The technology gap caused by the growing sophistication of U.S. defense communications and networking systems threatens to leave less advanced nations unable to participate effectively in coalitions. One approach to mitigate the gap is to have allies work with the United States on establishing standards for new systems and capabilities.
Serial has become more than an ordinary podcast. Its captivating story line has listeners joining in the conversation, an approach that could help governments solve larger problems.
If cyberspace is a warfighting domain, then warfighters should expect that it will not perform as desired. The same maneuver warfare skills common on the battlespace need to be applied to cyberspace.
"Call of Duty" may be a sleeper introductory tool for future military personnel, according to a Marine Corps general.
As the U.S Marine Corps returns to its roots as a rapidly deployable amphibious force, it needs better communications and networking gear that is small and lightweight for the amphibious mission.
Being longtime allies does not give U.S. forces carte blanche in Australia. The Southern Hemisphere ally is hosting a U.S. Marine Corps detachment, but U.S. forces are treading carefully so as not to upset relations as a new relationship is built.
The U.S. Pacific Command (PACOM) increasingly is turning to technology to solve problems ranging from new threats to the tyranny of distance over the vast Asia-Pacific region. Cyberspace is both a source of challenges and a potential venue for addressing many of the challenges PACOM is facing as the pace of change picks up in the globe’s largest, most populous area of operations.
Some interoperability issues are cultural, not technical. Now, a new approach uses advanced virtual technology to help overcome cultural issues before a coalition is formed.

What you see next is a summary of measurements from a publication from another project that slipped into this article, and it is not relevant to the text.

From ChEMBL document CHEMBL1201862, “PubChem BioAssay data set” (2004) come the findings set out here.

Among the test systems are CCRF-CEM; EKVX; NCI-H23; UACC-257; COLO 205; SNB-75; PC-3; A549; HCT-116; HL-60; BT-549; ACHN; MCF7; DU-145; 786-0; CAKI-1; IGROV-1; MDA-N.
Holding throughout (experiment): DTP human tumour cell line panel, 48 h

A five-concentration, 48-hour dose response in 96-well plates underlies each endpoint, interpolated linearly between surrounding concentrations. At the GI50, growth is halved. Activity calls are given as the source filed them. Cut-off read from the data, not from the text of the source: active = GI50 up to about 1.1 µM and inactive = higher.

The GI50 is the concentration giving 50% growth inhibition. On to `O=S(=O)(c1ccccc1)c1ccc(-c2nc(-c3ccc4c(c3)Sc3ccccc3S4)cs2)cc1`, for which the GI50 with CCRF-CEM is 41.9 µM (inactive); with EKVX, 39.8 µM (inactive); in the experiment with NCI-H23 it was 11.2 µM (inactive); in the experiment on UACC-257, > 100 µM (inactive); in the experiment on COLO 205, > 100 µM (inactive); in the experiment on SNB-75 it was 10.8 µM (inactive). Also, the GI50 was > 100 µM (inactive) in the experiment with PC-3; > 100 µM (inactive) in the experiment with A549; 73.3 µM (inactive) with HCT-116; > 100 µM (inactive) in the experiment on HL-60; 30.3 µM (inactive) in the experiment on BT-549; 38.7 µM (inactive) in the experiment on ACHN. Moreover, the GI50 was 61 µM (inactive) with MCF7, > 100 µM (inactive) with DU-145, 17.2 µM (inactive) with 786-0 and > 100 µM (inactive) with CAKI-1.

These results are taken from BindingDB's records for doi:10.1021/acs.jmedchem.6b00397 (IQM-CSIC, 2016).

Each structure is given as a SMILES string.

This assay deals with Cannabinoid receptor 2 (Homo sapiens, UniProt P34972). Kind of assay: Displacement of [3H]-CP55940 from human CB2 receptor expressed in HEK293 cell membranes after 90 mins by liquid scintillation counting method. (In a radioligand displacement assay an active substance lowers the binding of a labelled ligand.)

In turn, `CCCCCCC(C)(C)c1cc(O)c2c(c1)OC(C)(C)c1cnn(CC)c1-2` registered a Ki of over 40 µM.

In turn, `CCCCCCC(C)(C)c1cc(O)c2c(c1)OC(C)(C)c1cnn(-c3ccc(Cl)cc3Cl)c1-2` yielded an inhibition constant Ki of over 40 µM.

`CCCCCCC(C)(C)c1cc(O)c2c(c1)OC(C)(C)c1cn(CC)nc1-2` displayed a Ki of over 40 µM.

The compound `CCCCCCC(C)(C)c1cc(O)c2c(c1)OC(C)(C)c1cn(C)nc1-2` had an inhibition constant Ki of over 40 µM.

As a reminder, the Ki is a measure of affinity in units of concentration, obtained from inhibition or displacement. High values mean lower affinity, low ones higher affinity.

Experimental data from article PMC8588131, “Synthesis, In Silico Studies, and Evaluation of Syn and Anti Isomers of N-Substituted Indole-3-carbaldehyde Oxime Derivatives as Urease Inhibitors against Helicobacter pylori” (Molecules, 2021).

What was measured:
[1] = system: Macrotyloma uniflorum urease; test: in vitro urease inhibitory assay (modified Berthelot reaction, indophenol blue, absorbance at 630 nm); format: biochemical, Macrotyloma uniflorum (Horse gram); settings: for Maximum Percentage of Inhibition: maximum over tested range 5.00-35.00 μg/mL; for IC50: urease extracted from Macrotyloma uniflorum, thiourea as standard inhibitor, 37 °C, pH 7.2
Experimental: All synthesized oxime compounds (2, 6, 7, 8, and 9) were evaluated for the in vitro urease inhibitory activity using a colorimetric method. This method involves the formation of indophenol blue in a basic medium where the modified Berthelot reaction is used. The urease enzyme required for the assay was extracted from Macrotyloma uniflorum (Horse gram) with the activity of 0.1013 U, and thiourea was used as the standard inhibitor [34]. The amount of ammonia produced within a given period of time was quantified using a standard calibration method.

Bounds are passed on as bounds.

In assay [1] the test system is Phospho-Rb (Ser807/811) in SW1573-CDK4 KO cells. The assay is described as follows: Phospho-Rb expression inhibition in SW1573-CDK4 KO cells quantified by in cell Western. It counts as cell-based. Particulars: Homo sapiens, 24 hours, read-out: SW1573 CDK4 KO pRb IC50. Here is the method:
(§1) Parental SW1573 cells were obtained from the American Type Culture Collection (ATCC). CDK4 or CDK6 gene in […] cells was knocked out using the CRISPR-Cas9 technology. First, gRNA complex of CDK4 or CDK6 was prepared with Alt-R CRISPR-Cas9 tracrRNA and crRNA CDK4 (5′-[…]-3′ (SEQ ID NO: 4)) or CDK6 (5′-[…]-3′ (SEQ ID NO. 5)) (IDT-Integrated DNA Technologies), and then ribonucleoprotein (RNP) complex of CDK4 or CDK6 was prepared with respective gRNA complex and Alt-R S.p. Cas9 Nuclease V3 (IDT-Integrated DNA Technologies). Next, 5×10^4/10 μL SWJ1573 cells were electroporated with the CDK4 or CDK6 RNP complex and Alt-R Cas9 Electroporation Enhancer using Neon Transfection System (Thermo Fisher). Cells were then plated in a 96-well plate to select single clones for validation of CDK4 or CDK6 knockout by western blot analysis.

Many nations are loath to share data in a coalition operation, because they fear the wrong partner will access sensitive information. Now, a new system under development will allow countries to tag data for only the countries that they want to view it.
The U.S. Army Pacific has a plan—coordinated with an overall Army modernization effort—to incorporate commercial innovation into its force to overcome many of the challenges it faces in the vast Asia-Pacific region.
Truly effective leaders eschew digital media such as email and social media when they communicate with their workers. The best form of leadership communication is face to face, according to a panel of government, military and business leaders.
The deck is stacked in favor of cyber attackers against defenders. And, that trend is likely to worsen as the march of technology enables new capabilities that empower more cybermarauders.
While terrorists can inflict individual points of damage to the U.S. homeland, cyberspace attacks hold the greatest potential for inflicting devastating damage that could change the nature of the nation.
Security experts must have full network awareness in real time if they are to thwart the growing cyberspace threat. Programs such as the joint regional security stacks (JRSS) may hold the key to securing networks against dominance by cybermarauders.
The U.S. Cyber Command has granted the head of DISA directive authority over the Department of Defense Information Network (DODIN) for cyber matters.
The U.S. Cyber Command's Cyber Mission Force is generating teams and assigning them to combatant commands, but they are still in the learning phase for their missions. Half the teams will focus on defense, and the other half will focus on initiating activities.
As the only trusted major power in the Asia-Pacific region, the United States literally finds itself at the heart of all coalition networking activities. Amid the pivot to the Pacific, the nation also is striving to modernize the force while it confronts budgetary uncertainties domestically and abroad.
Creating an effective mission partner environment (MPE) is a daunting task entwined with that of the Joint Information Environment.
Defense Secretary nominee Ashton Carter will need better access to the White House than that experienced by his predecessor, Chuck Hagel. That is the conclusion of John Grimes, the former assistant secretary of defense for networks and information integration, who called Carter an excellent choice for the department.
The new word for the Defense Department CIO office is intercollaborability. The goal is to encompass all options and then add some more.